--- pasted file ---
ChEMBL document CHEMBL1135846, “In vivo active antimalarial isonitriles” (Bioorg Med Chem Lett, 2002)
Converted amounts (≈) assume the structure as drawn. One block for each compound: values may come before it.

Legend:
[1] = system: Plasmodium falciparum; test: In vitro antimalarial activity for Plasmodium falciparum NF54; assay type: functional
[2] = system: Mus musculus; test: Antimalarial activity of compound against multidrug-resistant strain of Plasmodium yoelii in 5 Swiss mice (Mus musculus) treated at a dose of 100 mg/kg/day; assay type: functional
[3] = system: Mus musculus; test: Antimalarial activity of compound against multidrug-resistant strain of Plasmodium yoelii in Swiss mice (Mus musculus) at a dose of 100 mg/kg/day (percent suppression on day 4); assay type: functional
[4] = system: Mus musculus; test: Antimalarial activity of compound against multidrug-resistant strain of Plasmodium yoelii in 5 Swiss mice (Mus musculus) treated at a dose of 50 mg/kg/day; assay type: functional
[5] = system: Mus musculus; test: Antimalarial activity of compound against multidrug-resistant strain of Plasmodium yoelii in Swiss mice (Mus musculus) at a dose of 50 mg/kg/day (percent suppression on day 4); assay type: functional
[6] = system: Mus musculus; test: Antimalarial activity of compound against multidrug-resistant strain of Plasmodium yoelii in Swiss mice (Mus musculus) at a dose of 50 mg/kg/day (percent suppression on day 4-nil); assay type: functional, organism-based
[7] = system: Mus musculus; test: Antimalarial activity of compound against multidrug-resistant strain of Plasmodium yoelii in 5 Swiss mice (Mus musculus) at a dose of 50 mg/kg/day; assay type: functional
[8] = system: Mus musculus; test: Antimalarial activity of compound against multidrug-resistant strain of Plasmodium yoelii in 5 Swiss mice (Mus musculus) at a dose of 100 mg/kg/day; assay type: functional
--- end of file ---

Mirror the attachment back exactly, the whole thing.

ChEMBL document CHEMBL1135846, “In vivo active antimalarial isonitriles” (Bioorg Med Chem Lett, 2002)
Converted amounts (≈) assume the structure as drawn. One block for each compound: values may come before it.

Legend:
[1] = system: Plasmodium falciparum; test: In vitro antimalarial activity for Plasmodium falciparum NF54; assay type: functional
[2] = system: Mus musculus; test: Antimalarial activity of compound against multidrug-resistant strain of Plasmodium yoelii in 5 Swiss mice (Mus musculus) treated at a dose of 100 mg/kg/day; assay type: functional
[3] = system: Mus musculus; test: Antimalarial activity of compound against multidrug-resistant strain of Plasmodium yoelii in Swiss mice (Mus musculus) at a dose of 100 mg/kg/day (percent suppression on day 4); assay type: functional
[4] = system: Mus musculus; test: Antimalarial activity of compound against multidrug-resistant strain of Plasmodium yoelii in 5 Swiss mice (Mus musculus) treated at a dose of 50 mg/kg/day; assay type: functional
[5] = system: Mus musculus; test: Antimalarial activity of compound against multidrug-resistant strain of Plasmodium yoelii in Swiss mice (Mus musculus) at a dose of 50 mg/kg/day (percent suppression on day 4); assay type: functional
[6] = system: Mus musculus; test: Antimalarial activity of compound against multidrug-resistant strain of Plasmodium yoelii in Swiss mice (Mus musculus) at a dose of 50 mg/kg/day (percent suppression on day 4-nil); assay type: functional, organism-based
[7] = system: Mus musculus; test: Antimalarial activity of compound against multidrug-resistant strain of Plasmodium yoelii in 5 Swiss mice (Mus musculus) at a dose of 50 mg/kg/day; assay type: functional
[8] = system: Mus musculus; test: Antimalarial activity of compound against multidrug-resistant strain of Plasmodium yoelii in 5 Swiss mice (Mus musculus) at a dose of 100 mg/kg/day; assay type: functional